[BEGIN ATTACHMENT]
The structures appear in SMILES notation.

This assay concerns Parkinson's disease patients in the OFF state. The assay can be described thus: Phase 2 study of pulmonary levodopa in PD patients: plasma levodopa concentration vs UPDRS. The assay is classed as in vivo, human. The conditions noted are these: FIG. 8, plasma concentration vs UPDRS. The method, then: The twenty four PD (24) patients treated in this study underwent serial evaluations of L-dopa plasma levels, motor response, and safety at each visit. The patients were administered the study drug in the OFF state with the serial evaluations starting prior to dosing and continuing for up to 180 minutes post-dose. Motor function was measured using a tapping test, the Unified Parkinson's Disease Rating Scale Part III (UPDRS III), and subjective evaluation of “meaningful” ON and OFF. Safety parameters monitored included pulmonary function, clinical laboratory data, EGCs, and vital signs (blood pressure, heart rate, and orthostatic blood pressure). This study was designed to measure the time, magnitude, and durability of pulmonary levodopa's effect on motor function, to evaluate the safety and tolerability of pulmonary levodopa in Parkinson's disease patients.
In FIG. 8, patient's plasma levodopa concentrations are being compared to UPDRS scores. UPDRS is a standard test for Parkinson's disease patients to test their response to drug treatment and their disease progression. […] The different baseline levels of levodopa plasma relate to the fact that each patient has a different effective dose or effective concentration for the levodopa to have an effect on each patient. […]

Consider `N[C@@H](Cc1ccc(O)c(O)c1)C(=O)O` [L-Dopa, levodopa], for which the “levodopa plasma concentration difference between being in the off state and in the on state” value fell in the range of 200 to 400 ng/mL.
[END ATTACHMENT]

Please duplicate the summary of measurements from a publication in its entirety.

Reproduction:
The structures appear in SMILES notation.

This assay concerns Parkinson's disease patients in the OFF state. The assay can be described thus: Phase 2 study of pulmonary levodopa in PD patients: plasma levodopa concentration vs UPDRS. The assay is classed as in vivo, human. The conditions noted are these: FIG. 8, plasma concentration vs UPDRS. The method, then: The twenty four PD (24) patients treated in this study underwent serial evaluations of L-dopa plasma levels, motor response, and safety at each visit. The patients were administered the study drug in the OFF state with the serial evaluations starting prior to dosing and continuing for up to 180 minutes post-dose. Motor function was measured using a tapping test, the Unified Parkinson's Disease Rating Scale Part III (UPDRS III), and subjective evaluation of “meaningful” ON and OFF. Safety parameters monitored included pulmonary function, clinical laboratory data, EGCs, and vital signs (blood pressure, heart rate, and orthostatic blood pressure). This study was designed to measure the time, magnitude, and durability of pulmonary levodopa's effect on motor function, to evaluate the safety and tolerability of pulmonary levodopa in Parkinson's disease patients.
In FIG. 8, patient's plasma levodopa concentrations are being compared to UPDRS scores. UPDRS is a standard test for Parkinson's disease patients to test their response to drug treatment and their disease progression. […] The different baseline levels of levodopa plasma relate to the fact that each patient has a different effective dose or effective concentration for the levodopa to have an effect on each patient. […]

Consider `N[C@@H](Cc1ccc(O)c(O)c1)C(=O)O` [L-Dopa, levodopa], for which the “levodopa plasma concentration difference between being in the off state and in the on state” value fell in the range of 200 to 400 ng/mL.